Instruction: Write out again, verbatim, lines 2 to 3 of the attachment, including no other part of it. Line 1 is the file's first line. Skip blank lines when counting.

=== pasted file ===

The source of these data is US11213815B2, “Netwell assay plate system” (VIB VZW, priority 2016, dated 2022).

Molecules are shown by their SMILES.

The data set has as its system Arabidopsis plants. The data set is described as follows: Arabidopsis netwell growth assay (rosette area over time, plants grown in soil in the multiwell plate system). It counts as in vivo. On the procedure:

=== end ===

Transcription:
Molecules are shown by their SMILES.

The data set has as its system Arabidopsis plants. The data set is described as follows: Arabidopsis netwell growth assay (rosette area over time, plants grown in soil in the multiwell plate system). It counts as in vivo. On the procedure: